Conduct an Emotional Status Check Once a Day

An easy strategy for coping.

Posted Mar 27, 2020

A goal I have for myself, my family, my loved ones, and the clients I see in my practice is to emerge from this crisis as psychologically intact as possible. However, a roadblock to psychological health is to disconnect from our emotional experiences and the anxiety we are experiencing at this moment. It is tempting when there is so much uncertainty to just exist in an agitated/stressed-out state. Although we are not at peace, we don't stop to reflect on this fact. Instead, we keep pushing forward and the agitation only escalates. 

When we avoid our emotions, we do not have peace of mind. Uncertain thoughts stick in repeat mode, we continually ask ourselves questions that no one can answer in this moment: “When will the pandemic end? “What will happen to my kids if they don’t go to school?” “How will I make money?” “What if I get the virus?” You go about your life, doing your work, taking care of your kids, watching the news, and never pause to observe the stress pulsing through your body. As a result, you remain hooked in a hyper-vigilant state, a state of agitation that over time becomes your new reality.

Short circuit this anxious new reality. Self-awareness is a key factor in resiliency and overcoming stressful and traumatic events. As we pause and reflect on what we are feeling, we paradoxically become free of it. Our bodies will remain stressed out and anxious until we observe and become aware of what we are feeling. Here is an easy exercise to become more aware of your feelings and to let go of anxious energy.

Literally force yourself to take a 15-minute timeout once a day to take care of your emotional health: conduct an emotional status check of your own self. Try it now. 

Go to a safe quiet place. This can be outside if you can’t get away from the people in your household. Sit comfortably.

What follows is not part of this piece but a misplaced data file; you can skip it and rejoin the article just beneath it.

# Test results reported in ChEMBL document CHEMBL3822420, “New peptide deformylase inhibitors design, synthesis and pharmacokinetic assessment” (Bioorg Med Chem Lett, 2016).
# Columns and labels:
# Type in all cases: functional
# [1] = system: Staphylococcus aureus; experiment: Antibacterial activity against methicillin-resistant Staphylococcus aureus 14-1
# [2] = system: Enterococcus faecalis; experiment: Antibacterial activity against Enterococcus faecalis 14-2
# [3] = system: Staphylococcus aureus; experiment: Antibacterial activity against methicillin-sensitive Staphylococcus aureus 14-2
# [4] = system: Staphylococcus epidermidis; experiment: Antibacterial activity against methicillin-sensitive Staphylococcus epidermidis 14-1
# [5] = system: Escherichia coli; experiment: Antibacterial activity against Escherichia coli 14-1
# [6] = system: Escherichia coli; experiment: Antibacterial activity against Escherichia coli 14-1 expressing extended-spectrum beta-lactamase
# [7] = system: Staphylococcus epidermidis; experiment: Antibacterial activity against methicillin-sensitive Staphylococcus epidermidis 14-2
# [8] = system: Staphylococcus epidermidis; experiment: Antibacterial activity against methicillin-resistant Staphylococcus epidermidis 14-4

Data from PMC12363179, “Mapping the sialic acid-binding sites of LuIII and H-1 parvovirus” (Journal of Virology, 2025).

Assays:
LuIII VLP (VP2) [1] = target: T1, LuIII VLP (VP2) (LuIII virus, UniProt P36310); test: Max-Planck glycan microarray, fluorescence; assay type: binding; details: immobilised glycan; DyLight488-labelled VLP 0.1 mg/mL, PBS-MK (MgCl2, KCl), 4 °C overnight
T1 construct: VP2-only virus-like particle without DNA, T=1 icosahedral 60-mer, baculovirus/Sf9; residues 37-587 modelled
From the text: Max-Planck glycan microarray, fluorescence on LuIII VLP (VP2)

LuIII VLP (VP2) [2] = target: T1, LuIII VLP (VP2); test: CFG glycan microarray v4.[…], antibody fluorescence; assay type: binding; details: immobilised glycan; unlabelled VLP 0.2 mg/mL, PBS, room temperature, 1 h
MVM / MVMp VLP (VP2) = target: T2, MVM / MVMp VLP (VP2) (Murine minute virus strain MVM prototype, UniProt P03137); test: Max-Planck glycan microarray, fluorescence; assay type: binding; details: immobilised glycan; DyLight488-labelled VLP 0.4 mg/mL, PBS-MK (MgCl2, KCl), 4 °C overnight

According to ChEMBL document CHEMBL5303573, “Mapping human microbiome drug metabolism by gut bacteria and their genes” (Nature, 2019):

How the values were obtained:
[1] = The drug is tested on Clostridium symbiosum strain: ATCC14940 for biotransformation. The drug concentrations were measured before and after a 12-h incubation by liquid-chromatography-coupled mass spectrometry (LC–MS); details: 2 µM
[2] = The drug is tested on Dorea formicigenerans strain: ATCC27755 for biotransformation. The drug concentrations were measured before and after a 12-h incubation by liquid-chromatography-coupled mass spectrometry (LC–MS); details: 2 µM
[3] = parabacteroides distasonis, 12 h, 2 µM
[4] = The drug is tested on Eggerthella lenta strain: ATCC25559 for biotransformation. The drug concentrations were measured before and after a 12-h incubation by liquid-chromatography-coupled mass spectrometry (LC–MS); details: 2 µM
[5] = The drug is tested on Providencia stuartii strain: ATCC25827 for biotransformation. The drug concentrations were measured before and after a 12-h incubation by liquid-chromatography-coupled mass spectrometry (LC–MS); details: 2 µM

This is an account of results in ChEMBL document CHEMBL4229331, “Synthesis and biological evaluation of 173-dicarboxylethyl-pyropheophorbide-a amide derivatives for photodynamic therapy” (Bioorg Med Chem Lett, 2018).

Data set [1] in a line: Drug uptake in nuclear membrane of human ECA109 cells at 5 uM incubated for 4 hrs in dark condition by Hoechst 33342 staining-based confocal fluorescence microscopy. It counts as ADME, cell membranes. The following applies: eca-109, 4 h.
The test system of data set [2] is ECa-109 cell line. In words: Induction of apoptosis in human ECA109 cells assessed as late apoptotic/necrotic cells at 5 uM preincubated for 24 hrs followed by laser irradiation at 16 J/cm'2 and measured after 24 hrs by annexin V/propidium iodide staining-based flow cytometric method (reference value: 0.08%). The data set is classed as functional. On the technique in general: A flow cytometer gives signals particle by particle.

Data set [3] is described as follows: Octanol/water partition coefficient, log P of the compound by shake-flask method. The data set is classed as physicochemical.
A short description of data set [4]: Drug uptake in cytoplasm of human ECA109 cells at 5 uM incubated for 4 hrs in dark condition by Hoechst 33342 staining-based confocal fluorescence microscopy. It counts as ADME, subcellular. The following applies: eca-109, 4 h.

1. Set a 15-minute timer on your phone.
  2. Close your eyes and gently breathe in and out.
  3. See if each time you exhale you can make it longer than the one before.
  4. Put your hand over your heart. Can you focus all of your attention on feeling your heartbeat ... beat ... beat?
  5. Now, let the anxiety in. Literally invite your fears, worry, upset in. Say, "You are welcome here, I want to see you."
  6. Mentally note where the tension lies in your body.
  7. Label the physical sensations. Is your chest tight? Does your stomach sink? Is your head full feeling? Note how the sensations change, become more or less intense.
  8. Go back to your breath. Use your focus on your breath to ease the intensity of your physical sensations.
  9. Develop a positive mantra and say it now. “This will pass,” or “Things won’t always be this way,” “I can be certain that in this moment I am OK,” “I can live here in the present.”  
  10. Now, open your eyes. Go back to your new reality.

Everything is temporary. This new reality will eventually pass. For now, you can only focus on what you can control. For more strategies for managing anxiety check out my book, Be Calm: Proven Techniques to Stop Anxiety Now